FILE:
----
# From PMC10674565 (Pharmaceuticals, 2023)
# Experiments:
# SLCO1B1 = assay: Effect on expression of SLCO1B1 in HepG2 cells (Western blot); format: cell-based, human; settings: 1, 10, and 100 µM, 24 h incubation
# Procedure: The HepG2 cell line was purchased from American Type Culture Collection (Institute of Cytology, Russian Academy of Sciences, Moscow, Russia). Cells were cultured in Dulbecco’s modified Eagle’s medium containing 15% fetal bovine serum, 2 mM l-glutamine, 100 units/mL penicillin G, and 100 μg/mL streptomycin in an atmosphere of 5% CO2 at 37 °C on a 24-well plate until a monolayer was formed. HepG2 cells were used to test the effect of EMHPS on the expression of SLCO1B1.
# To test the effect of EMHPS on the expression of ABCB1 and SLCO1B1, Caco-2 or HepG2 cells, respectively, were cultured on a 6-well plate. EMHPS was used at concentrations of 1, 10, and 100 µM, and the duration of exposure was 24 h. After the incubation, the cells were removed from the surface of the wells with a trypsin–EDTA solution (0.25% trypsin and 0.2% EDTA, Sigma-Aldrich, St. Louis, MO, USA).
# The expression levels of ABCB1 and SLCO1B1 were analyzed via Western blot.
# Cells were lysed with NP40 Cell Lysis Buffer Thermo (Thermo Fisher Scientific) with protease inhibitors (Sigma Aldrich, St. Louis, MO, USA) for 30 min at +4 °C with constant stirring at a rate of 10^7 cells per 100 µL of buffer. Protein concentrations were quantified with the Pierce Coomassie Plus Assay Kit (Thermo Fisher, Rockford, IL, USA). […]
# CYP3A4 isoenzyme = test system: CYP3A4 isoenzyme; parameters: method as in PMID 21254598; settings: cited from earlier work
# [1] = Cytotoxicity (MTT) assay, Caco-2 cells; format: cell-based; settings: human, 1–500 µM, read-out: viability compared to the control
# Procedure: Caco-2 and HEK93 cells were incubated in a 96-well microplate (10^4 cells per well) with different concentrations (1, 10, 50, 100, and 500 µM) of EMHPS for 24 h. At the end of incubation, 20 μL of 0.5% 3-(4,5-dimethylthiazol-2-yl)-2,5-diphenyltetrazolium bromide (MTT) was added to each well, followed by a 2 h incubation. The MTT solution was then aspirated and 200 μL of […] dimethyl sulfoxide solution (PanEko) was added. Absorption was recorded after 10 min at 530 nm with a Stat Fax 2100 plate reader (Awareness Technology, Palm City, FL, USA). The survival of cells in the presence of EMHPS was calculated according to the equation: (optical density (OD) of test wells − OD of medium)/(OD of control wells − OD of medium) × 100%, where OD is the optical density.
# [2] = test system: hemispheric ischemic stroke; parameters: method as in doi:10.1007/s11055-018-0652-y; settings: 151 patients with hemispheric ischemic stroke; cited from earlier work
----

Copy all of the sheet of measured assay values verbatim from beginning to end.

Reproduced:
# From PMC10674565 (Pharmaceuticals, 2023)
# Experiments:
# SLCO1B1 = assay: Effect on expression of SLCO1B1 in HepG2 cells (Western blot); format: cell-based, human; settings: 1, 10, and 100 µM, 24 h incubation
# Procedure: The HepG2 cell line was purchased from American Type Culture Collection (Institute of Cytology, Russian Academy of Sciences, Moscow, Russia). Cells were cultured in Dulbecco’s modified Eagle’s medium containing 15% fetal bovine serum, 2 mM l-glutamine, 100 units/mL penicillin G, and 100 μg/mL streptomycin in an atmosphere of 5% CO2 at 37 °C on a 24-well plate until a monolayer was formed. HepG2 cells were used to test the effect of EMHPS on the expression of SLCO1B1.
# To test the effect of EMHPS on the expression of ABCB1 and SLCO1B1, Caco-2 or HepG2 cells, respectively, were cultured on a 6-well plate. EMHPS was used at concentrations of 1, 10, and 100 µM, and the duration of exposure was 24 h. After the incubation, the cells were removed from the surface of the wells with a trypsin–EDTA solution (0.25% trypsin and 0.2% EDTA, Sigma-Aldrich, St. Louis, MO, USA).
# The expression levels of ABCB1 and SLCO1B1 were analyzed via Western blot.
# Cells were lysed with NP40 Cell Lysis Buffer Thermo (Thermo Fisher Scientific) with protease inhibitors (Sigma Aldrich, St. Louis, MO, USA) for 30 min at +4 °C with constant stirring at a rate of 10^7 cells per 100 µL of buffer. Protein concentrations were quantified with the Pierce Coomassie Plus Assay Kit (Thermo Fisher, Rockford, IL, USA). […]
# CYP3A4 isoenzyme = test system: CYP3A4 isoenzyme; parameters: method as in PMID 21254598; settings: cited from earlier work
# [1] = Cytotoxicity (MTT) assay, Caco-2 cells; format: cell-based; settings: human, 1–500 µM, read-out: viability compared to the control
# Procedure: Caco-2 and HEK93 cells were incubated in a 96-well microplate (10^4 cells per well) with different concentrations (1, 10, 50, 100, and 500 µM) of EMHPS for 24 h. At the end of incubation, 20 μL of 0.5% 3-(4,5-dimethylthiazol-2-yl)-2,5-diphenyltetrazolium bromide (MTT) was added to each well, followed by a 2 h incubation. The MTT solution was then aspirated and 200 μL of […] dimethyl sulfoxide solution (PanEko) was added. Absorption was recorded after 10 min at 530 nm with a Stat Fax 2100 plate reader (Awareness Technology, Palm City, FL, USA). The survival of cells in the presence of EMHPS was calculated according to the equation: (optical density (OD) of test wells − OD of medium)/(OD of control wells − OD of medium) × 100%, where OD is the optical density.
# [2] = test system: hemispheric ischemic stroke; parameters: method as in doi:10.1007/s11055-018-0652-y; settings: 151 patients with hemispheric ischemic stroke; cited from earlier work